The government has suspended the Capital Investment Entrant Scheme that has been blamed for driving up property prices in the city, the Hong Kong Economic Journal reported.
The surprise move, which took effect Thursday, came after Chief Executive Leung Chun-ying delivered his third policy address on Wednesday.
The Capital Investment Entrant Scheme, which grants residency for people who invest a certain amount in the city, was launched by former Hong Kong leader Tung Chee-hwa in October 2003 to boost the local economy in the wake of a severe acute respiratory syndrome, or SARS, crisis.
The program drew over HK$200 billion of investment. The minimum investment threshold per applicant was initially at HK$6.5 million, before it was lifted to HK$10 million in 2010.
The government has received, as of the end of September last year, 40,400 applications. Of those, 24,500 were cleared while 2,389 received in-principle approval.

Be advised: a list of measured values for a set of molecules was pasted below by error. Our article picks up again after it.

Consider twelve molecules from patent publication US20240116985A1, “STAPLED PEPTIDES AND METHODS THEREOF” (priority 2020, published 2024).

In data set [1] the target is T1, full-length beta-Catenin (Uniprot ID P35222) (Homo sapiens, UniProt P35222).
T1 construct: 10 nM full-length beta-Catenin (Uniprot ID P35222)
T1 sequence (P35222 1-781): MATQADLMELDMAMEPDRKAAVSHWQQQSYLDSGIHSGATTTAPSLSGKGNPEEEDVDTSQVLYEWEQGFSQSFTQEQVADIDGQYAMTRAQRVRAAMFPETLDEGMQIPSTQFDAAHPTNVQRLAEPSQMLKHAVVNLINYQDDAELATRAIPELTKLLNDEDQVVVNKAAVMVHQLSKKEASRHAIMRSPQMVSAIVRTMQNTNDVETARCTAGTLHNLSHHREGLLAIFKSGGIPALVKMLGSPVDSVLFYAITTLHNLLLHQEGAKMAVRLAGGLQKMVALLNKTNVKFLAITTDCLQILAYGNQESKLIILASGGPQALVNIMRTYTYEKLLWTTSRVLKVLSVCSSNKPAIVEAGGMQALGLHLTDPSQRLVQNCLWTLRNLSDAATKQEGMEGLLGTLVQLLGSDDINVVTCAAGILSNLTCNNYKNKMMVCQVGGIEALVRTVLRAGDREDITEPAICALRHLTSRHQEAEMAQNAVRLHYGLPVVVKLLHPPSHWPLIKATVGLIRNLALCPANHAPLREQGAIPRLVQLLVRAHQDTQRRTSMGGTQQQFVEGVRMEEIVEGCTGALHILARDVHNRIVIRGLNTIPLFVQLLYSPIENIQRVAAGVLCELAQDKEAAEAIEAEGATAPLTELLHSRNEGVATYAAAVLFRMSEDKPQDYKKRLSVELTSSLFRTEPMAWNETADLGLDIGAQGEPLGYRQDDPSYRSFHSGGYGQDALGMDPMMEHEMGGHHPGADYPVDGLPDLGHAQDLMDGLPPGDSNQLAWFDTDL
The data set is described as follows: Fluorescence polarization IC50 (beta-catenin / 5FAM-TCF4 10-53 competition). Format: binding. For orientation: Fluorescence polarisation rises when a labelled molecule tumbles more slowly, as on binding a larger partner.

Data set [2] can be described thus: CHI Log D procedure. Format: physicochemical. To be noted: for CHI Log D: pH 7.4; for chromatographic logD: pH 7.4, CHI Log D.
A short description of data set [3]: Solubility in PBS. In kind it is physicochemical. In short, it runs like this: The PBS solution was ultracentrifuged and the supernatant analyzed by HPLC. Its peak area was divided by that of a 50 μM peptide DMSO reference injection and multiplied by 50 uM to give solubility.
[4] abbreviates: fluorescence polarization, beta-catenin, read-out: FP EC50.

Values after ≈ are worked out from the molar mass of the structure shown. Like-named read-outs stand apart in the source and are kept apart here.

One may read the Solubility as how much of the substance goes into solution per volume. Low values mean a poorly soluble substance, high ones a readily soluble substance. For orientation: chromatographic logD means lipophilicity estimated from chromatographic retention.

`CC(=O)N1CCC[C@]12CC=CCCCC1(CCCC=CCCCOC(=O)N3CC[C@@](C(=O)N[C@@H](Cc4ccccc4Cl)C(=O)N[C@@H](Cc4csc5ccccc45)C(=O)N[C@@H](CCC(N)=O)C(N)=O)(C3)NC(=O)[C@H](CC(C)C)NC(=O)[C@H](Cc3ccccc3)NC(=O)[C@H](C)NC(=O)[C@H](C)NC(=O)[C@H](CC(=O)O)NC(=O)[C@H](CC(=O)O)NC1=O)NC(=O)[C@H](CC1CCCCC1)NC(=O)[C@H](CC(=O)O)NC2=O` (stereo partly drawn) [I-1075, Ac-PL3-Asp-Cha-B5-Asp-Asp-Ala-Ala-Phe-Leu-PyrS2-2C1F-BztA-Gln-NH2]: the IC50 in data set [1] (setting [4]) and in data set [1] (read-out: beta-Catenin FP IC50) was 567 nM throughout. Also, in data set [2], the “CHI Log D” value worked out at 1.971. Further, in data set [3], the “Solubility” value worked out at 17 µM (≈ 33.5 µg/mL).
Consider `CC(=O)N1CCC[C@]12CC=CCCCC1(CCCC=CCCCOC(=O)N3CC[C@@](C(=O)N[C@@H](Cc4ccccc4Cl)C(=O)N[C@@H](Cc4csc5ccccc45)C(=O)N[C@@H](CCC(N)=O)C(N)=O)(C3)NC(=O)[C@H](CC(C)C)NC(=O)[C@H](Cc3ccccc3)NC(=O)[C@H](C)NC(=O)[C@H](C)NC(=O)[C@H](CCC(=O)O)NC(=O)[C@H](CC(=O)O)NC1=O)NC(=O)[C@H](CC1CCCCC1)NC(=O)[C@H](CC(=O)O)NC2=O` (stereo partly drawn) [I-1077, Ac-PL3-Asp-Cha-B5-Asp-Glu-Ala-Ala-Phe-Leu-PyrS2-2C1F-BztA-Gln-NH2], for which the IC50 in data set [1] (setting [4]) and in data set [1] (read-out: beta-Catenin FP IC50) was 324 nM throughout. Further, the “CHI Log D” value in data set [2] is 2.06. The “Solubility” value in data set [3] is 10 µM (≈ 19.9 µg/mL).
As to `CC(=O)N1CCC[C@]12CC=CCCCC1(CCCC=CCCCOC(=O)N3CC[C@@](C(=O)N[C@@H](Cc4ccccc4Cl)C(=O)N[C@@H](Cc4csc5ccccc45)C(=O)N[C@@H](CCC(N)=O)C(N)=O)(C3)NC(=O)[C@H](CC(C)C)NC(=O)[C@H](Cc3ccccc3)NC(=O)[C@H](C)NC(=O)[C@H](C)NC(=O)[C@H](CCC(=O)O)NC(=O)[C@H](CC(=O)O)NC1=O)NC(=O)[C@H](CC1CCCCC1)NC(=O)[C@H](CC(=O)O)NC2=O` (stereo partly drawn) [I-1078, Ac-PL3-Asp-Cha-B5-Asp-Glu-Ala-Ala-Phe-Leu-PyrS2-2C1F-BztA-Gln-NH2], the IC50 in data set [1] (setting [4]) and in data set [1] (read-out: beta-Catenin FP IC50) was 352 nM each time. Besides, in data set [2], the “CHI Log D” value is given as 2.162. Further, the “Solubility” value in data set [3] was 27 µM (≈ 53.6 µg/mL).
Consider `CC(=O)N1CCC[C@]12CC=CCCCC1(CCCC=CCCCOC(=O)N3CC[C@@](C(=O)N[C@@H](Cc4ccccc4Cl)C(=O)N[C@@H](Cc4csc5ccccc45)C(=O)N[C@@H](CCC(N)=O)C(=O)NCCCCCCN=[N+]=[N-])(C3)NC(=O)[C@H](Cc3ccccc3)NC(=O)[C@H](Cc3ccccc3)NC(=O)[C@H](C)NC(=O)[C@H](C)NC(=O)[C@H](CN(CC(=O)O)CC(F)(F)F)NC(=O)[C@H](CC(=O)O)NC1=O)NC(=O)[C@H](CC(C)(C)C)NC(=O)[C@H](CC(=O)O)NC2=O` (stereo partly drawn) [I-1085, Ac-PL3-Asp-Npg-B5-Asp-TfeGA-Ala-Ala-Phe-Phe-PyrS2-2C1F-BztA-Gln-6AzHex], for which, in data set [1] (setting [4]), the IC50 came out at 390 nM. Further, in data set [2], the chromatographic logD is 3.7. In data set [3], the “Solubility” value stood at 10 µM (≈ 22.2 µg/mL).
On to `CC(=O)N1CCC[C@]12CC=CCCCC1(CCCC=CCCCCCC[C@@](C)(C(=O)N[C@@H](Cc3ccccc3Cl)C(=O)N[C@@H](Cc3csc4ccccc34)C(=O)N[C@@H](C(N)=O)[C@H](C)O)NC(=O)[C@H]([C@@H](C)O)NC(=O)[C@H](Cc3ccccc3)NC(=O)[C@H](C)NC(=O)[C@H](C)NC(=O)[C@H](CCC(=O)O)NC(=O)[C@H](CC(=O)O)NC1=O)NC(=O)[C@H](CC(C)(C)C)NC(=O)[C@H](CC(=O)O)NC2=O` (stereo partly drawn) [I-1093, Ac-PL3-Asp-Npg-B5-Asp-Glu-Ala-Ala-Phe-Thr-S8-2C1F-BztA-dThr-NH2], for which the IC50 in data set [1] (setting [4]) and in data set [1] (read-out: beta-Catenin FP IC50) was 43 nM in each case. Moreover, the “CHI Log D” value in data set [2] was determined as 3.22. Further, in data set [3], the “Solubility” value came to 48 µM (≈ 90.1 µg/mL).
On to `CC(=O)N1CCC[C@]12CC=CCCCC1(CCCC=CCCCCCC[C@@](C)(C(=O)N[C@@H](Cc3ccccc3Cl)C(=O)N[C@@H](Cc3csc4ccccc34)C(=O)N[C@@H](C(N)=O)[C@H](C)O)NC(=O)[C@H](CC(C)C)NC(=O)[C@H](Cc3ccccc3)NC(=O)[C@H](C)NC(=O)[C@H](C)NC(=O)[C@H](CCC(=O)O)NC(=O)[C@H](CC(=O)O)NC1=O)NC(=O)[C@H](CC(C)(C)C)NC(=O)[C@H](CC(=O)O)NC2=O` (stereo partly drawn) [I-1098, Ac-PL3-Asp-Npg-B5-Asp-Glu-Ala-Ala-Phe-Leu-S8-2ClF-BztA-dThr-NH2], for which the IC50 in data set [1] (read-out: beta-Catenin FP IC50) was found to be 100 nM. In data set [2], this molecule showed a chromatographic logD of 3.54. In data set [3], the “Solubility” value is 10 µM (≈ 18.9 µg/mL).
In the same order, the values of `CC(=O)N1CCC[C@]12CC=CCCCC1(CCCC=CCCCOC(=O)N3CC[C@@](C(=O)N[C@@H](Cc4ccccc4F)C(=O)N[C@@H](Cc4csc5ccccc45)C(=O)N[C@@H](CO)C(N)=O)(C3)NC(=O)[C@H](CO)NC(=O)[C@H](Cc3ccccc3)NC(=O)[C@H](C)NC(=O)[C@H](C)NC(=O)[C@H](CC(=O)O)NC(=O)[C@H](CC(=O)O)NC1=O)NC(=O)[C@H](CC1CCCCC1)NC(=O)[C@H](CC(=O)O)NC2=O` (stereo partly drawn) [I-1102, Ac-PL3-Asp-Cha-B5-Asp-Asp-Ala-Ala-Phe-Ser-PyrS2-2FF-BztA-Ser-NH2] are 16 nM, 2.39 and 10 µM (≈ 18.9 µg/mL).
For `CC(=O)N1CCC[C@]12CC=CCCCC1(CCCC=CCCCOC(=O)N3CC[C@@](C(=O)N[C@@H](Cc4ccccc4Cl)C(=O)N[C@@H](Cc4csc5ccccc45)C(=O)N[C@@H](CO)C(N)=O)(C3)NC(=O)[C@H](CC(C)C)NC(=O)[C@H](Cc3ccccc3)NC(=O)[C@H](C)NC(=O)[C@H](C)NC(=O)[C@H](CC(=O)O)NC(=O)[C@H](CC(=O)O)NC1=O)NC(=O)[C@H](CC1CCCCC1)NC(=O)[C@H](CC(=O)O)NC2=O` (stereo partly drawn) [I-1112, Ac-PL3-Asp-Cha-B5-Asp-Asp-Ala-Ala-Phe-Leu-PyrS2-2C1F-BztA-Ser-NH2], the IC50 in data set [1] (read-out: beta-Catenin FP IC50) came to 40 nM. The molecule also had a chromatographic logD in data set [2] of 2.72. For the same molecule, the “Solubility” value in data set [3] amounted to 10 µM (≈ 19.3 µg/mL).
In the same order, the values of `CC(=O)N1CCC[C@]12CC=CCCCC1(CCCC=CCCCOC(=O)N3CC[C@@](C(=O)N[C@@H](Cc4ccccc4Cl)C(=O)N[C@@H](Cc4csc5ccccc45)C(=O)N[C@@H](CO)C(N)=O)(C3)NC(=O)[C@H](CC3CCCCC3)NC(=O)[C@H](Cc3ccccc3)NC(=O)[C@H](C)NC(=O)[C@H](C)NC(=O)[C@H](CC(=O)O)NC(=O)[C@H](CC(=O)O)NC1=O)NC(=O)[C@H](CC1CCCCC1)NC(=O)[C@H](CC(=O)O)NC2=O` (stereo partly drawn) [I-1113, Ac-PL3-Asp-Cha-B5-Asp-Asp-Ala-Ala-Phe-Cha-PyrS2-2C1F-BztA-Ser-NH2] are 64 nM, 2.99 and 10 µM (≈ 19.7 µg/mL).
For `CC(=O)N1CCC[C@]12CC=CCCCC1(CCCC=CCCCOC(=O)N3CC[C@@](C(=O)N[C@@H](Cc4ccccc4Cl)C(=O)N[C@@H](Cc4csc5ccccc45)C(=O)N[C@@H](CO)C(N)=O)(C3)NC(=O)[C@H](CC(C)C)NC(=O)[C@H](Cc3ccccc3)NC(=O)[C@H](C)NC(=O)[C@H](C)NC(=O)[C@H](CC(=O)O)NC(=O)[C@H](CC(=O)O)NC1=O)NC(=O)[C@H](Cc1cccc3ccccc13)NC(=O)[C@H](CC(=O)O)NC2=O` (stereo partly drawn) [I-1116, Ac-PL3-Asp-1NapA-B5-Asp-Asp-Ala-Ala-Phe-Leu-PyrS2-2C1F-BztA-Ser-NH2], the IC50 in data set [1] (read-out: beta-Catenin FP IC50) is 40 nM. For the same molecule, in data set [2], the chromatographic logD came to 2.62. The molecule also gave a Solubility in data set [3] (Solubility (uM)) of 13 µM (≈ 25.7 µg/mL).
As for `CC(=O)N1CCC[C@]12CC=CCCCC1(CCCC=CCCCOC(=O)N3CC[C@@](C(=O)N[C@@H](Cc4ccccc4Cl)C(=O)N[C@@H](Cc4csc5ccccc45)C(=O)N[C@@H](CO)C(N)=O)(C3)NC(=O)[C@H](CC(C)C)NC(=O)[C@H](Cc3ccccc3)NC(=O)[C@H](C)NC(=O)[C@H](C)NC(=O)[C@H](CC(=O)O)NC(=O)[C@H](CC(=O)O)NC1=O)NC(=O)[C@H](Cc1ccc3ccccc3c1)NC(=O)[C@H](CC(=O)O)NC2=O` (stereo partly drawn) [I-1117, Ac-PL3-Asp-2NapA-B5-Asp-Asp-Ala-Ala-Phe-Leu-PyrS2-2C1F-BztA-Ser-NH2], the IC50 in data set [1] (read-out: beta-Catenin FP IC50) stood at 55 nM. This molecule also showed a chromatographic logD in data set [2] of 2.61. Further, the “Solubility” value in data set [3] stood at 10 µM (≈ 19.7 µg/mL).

Almost 90 percent of applications and approvals came from mainland Chinese citizens.
Migration consultant Eddie Kwan estimated that about 600 applicants seized the last chance to lodge in an application yesterday.
The government has given a grace period for those who have invested no less than HK$10 million six months prior to the suspension of the scheme to file their applications within the coming six months.
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